Carteret, Craven, And Pamlico County NC Separation Agreement Lawyer

Carteret, Craven, And Pamlico County NC Separation Agreement Lawyer

In the Carteret, Craven, and Pamlico County NC communities of Morehead City, Beaufort, Newport, New Bern, and Bayboro, married couples can separate when one of the parties evidences an intent to separate, and physically separates from the other spouse. One spouse can also file a legal claim for a “divorce from bed and board” which is a court ordered legal separation.

North Carolina law requires that for a married couple to “separate”, only one spouse must have the intention to separate and end the marriage. The couple must be separated for one year and one day, living in separate locations, prior to finalizing their divorce. During a period of separation the spouses may determine certain issues relating to child support, custody, alimony and other martial issues. If a couple chooses to determine these issues, they can use the Separation Agreement as the document which memorializes their agreement.

A Separation Agreement, known also as a “property settlement” agreement or “marital separation” agreement is a privately written, legally binding contract which outlines each spouse’s right, and marital settlement issues between spouses who have already separated or who intend to separate and divorce. If the separation is considered a trial separation and a divorce is not necessarily planned, the separation agreement is still considered to be legally binding.

A Separation Agreement can resolve any marital issue the couple is willing to agree on, such as; child custody and visitation, child support, property division, alimony, future income like pension and 401k plans, debt, all types of insurance, inheritance, a child or children’s education, religion, types of discipline to be used, and intimate spousal relationships after separation and prior to divorce.

Benefits of a Separation Agreement in Carteret, Craven, and Pamlico County NC:

Negotiation – Spouses have the flexibility to consider each issue thoroughly, negotiate the issue and then work cooperatively to resolve any disagreements. The spouses can be more specific in negotiating a Separation Agreement typically, then trying to specify conditions in a court with a judge.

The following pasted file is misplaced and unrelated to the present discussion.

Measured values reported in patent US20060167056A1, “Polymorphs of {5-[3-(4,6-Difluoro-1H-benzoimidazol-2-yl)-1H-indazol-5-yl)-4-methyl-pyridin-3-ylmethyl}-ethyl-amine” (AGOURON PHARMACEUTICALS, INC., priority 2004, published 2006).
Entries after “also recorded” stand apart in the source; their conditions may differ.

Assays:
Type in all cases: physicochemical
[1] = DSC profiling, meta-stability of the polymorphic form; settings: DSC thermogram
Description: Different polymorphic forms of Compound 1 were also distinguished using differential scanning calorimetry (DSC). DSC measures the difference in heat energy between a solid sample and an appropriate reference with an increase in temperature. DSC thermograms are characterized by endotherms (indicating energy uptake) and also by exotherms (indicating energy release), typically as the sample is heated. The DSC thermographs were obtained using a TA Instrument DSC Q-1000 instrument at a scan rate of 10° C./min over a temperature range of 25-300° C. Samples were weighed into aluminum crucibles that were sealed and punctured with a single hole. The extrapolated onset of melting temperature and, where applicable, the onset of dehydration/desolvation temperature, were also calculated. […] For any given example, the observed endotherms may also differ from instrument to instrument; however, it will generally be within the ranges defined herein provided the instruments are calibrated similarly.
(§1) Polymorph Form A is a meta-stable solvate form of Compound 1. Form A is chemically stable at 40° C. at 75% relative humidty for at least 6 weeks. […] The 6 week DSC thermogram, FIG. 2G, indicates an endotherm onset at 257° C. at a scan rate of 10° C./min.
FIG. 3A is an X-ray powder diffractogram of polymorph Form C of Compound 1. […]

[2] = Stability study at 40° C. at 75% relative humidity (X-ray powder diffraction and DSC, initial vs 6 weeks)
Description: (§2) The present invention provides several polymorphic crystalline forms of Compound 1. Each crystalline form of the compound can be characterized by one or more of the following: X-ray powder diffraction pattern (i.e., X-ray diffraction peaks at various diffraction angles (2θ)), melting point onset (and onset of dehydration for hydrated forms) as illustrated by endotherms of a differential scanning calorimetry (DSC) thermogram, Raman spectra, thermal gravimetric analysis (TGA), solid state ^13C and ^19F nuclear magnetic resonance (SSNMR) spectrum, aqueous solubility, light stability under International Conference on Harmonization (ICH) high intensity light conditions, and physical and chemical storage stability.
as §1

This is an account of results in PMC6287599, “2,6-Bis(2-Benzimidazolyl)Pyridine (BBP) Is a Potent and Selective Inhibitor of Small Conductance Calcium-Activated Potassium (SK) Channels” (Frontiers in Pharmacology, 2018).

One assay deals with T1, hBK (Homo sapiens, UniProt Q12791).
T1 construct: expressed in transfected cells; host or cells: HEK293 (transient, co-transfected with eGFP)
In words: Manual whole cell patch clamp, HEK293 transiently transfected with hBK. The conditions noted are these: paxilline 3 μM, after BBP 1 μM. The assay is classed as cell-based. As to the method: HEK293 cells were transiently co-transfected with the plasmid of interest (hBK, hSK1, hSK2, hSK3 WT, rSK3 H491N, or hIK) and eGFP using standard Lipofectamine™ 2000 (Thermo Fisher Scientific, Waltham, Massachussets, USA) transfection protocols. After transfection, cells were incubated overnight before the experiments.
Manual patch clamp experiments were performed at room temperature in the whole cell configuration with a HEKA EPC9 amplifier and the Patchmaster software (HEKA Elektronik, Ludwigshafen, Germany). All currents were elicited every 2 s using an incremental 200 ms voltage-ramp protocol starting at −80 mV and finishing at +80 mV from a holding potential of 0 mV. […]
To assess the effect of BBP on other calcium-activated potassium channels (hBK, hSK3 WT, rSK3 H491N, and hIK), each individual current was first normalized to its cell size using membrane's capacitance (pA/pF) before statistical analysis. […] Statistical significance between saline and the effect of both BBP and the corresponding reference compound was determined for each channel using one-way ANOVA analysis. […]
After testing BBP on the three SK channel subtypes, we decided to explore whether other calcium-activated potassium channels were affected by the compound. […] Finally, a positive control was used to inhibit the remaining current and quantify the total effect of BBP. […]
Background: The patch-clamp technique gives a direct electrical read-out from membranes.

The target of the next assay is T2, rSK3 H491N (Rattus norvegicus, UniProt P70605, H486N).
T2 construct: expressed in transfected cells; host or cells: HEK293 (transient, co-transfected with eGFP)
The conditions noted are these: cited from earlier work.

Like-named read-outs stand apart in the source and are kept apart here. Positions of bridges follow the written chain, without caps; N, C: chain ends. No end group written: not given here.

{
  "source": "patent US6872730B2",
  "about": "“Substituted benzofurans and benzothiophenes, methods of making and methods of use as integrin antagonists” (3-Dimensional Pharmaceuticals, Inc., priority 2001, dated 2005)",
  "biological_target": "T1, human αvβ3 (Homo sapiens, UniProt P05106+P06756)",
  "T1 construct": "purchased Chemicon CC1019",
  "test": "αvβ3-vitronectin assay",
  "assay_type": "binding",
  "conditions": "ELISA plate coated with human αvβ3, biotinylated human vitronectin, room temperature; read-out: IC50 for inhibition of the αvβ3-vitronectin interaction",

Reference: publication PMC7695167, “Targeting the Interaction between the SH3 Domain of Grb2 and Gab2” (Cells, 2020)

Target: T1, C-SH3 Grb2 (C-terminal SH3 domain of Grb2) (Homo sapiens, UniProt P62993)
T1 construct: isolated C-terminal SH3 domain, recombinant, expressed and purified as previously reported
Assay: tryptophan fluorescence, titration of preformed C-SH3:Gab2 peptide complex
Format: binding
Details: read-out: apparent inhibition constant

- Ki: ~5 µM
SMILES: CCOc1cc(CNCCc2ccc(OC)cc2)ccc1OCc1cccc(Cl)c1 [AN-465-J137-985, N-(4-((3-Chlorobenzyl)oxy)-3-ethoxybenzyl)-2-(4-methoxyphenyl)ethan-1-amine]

Privacy – Court documents are ‘Public Documents’, privately negotiated separation agreements are private and cannot be made public, unless the parties agree to make it a part of the divorce judgment.
Expense – Typically the cost to negotiate and draft a Separation Agreement is less expensive than going to court, where a Judge will make these decisions. Court is time consuming and more legal expenses are incurred.

Control of Decisions- When parties resolve their matters by agreement, they can resolve each and every issue and hopefully will reach an outcome that is agreeable to both. This is not always the case when a Judge decides your matter.

Once a Separation Agreement is signed by both spouses and notarized, it is binding, unless the terms of the Agreement are unconscionable, or it is proven that the Agreement is the result of fraud, duress or coercion. North Carolina courts are most likely to accept the terms as written. The exception is when a child or children are involved. No Agreement between the parties can bind the North Carolina Court in regards to child support, custody, parental visitation rights, or the education of a child, although the courts are required to recognize the agreement of the parties, and in some cases give deference to those agreed-upon terms.

At Schulz Stephenson Law we advise you to seek legal counsel when considering a separation agreement, and allow us to prepare your agreement, and represent you in the process, or allow us to review the agreement that you have been presented with. If you are considering a separation, please call for your consultation today at (252) 728-7300 and consider that we represents clients in Morehead City, Beaufort, Newport, New Bern, and Bayboro areas of Carteret, Craven, and Pamlico County NC.

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May 12, 2014 in Schulz Stephenson Law Blog